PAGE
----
Updated: Feb 22, 2022
I know in years to come we will all be asked to recall what life was like during the pandemic of 2020. For us it has been truly unforgettable not least because we faced the same emotional turmoil as countless other families across the globe, but also because we were due to make an international move the very week that the western world shut down, borders were closed and life was unexpectedly put on pause.
I write this with the benefit of hindsight now knowing that everything turned out to be okay but at the time as I watched the team of moving experts carefully wrap up our Miami life in brown paper and pack it all into neat numbered boxes I remember thinking I have no idea when or where I shall see those numbered boxes again, filled with mostly sentimental momentos and a collection of vintage photoframes and scented candles. I'm not one for collecting stuff but memories yes, and probably the main reason I fell in love with photography. For me, a photograph is a feeling. Capture how you felt in the moment and you will never forget it.
My husband's company then confirmed our original travel plans were now postponed indefinitely, or until such a time it would be declared safe to catch a long haul flight to a city currently also in a state of lockdown. So there we were, out of our Miami home with nowhere to go. We began in earnest searching online making contact with temporary accommodation only to be knocked back at every turn due to the Mayor of Miami placing a lockdown on all 'temporary lets' and imposing a closure on all hotels. Time and time again I was referred to a list of hotels suitable for displaced families. Were we really displaced?! I guess in theory we were but we always felt that no matter how bad our current situation might have felt we were still incredibly fortunate to have our health and our income intact. We were always going to be okay, and with that comfort blanket wedged firmly in my mind I then began to treat the subsequent few months as an adventure as much as I could for the children. The older girls had already said emotional goodbyes to their school life and therefore needed some positivity injected upon their horizons.
We bypassed all the rules in place and found ourselves renting a little house with a beautiful garden 5 minutes walk from the beach. We had only what we could load in the car which after fitting in all the baby essentials left us with 2 suitcases - this was back in March, it is now July and we are still living out of those same 2 suitcases but that is for another post on another day. Needless to say I am now a true advocate of minimalist living.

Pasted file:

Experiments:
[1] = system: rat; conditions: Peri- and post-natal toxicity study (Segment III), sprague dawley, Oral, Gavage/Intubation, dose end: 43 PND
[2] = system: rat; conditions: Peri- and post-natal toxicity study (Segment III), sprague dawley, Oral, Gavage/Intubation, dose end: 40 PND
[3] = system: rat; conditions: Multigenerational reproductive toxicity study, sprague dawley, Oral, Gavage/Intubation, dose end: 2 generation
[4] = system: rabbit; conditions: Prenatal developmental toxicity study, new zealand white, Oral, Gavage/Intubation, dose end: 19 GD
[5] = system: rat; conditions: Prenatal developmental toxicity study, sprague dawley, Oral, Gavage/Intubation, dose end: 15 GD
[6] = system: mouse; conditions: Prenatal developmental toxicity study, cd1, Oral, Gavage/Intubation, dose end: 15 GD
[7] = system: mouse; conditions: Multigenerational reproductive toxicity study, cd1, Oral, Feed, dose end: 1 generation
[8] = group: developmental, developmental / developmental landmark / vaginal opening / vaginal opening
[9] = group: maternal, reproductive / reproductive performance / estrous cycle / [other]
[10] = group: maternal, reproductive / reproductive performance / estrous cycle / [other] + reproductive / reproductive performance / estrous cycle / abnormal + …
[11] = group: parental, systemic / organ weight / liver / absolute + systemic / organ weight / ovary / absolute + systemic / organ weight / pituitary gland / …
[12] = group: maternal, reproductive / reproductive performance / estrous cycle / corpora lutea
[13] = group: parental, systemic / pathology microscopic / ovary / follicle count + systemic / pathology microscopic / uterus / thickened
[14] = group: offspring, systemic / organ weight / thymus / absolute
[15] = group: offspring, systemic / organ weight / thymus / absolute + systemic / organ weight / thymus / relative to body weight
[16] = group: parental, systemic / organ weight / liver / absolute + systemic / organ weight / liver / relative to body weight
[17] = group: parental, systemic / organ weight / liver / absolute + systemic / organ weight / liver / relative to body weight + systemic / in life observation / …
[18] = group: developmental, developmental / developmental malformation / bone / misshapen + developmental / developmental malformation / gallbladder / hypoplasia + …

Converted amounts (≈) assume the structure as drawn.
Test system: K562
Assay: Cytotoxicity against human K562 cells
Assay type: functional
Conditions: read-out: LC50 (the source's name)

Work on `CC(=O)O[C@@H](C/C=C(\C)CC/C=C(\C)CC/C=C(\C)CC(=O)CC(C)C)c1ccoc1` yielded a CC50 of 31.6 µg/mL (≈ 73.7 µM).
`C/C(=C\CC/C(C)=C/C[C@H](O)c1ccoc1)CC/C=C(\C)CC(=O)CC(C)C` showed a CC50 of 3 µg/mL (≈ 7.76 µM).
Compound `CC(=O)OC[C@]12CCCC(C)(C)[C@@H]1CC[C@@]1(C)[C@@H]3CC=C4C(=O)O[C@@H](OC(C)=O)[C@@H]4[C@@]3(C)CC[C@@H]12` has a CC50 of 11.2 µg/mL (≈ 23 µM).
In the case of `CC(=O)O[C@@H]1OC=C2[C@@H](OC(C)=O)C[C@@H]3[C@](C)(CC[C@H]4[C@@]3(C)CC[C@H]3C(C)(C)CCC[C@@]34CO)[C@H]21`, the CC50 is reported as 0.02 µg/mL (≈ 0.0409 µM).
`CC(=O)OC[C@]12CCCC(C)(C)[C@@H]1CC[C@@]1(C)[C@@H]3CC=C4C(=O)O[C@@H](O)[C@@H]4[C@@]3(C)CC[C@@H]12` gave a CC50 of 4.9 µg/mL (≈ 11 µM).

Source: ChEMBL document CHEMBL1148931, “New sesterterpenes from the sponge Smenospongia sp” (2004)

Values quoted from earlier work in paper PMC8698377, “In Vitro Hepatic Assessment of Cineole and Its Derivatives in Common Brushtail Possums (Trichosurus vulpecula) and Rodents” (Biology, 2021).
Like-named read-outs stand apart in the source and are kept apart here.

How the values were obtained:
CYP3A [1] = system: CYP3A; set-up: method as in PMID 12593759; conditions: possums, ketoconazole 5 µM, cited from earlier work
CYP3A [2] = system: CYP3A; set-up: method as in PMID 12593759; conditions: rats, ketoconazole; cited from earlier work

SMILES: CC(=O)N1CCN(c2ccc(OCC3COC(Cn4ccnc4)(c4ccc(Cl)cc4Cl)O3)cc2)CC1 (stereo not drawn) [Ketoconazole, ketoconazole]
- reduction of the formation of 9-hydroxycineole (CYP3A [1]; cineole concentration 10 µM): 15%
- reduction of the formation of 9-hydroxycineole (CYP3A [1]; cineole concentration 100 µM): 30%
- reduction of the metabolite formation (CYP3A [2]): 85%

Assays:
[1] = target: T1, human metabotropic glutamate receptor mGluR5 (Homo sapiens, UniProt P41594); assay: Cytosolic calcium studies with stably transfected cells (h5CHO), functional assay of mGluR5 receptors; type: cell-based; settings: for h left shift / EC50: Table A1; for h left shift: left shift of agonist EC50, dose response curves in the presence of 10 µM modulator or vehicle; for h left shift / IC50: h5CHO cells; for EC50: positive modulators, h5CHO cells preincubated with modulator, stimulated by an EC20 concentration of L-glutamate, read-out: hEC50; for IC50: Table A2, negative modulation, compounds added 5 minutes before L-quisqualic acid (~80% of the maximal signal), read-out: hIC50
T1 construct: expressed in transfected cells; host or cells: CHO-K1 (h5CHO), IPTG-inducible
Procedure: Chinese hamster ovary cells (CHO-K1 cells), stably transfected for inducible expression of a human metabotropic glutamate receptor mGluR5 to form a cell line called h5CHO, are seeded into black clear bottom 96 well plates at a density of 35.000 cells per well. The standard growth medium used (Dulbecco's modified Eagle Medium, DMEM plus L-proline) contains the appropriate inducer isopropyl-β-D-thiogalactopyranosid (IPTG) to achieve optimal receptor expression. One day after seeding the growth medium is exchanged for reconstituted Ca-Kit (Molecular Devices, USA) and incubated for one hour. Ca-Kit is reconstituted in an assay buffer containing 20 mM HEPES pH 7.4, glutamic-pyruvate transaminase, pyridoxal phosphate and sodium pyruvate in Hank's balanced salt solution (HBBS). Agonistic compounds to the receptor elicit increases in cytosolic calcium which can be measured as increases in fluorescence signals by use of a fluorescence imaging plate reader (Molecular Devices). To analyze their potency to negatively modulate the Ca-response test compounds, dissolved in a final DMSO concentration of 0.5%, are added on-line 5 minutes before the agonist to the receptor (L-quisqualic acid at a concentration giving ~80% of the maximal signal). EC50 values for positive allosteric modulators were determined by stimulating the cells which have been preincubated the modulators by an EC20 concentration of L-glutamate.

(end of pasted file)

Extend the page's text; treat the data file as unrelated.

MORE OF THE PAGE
My memories of our weeks and months in lockdown are for the most part heavenly. We had no idea what the future held but in that moment in time it was just us, we had nowhere to go nowhere to be and no one to see. My 6 month old was spoilt having everyone at home all day every day. The weather was sublime as it always is in Miami, the girls continued to 'see' their friends and teachers every day through home school learning and we swiftly found our new rhythm. It was slower, involved less clock watching, less racing around and more time to just be. We celebrated two birthdays in lockdown one with a home cinema in the garden and the other with cake under our tikihut during a thunderous rainstorm. Torrin mastered the art of crawling, Layla earned her 4th Honor Roll award of 4th grade which led to a surprise emotional visit from her teachers on our doorstep one day. Amaia proved what we often suspected that she is just as distracted at school as she is at home. I would often find her doing a headstand whilst her class was online, or playing with her toys just out of sight of her teacher. We ate outside together every mealtime, we watched movies every night, and we even bought a kayak to explore the waterways. We watched the sunrise from the decking in the morning and the sky turn from bright blue to pale pink late late afternoon. We watched herons dive for fish, we did art every day, swam in the pool, collected freshly fallen mangoes from our neighbour's tree, and reconnected with friends and family in different timezones over many virtual happy hours.
Life moved on but the pandemic is far from over sadly, we made the decision to leave as reports of a second wave were surfacing. This was not the farewell to life in America we had planned and I'll always feel sad thinking about those friends we made but were unable to say goodbye to in person one last time, but we will see each other again of that I am sure. Leaving Miami for the last time to catch our flight from Dallas was emotional, as we drove over the Venetian Causeway one last time I looked out at the palm trees passing by, rolled down all the windows to let the warm air breeze pass through us which is usually a big no no as A/C is your best friend, but I wanted for us all to embrace what we were saying goodbye to. I looked over my shoulder and any sadness I felt was lifted at the sight of the greatest souvenir we could possibly take with us. 10 new tiny fingers and 10 tiny toes, his name is Torrin and he will forever be the most unexpected and overwhelmingly happy event that happened to us whilst in America.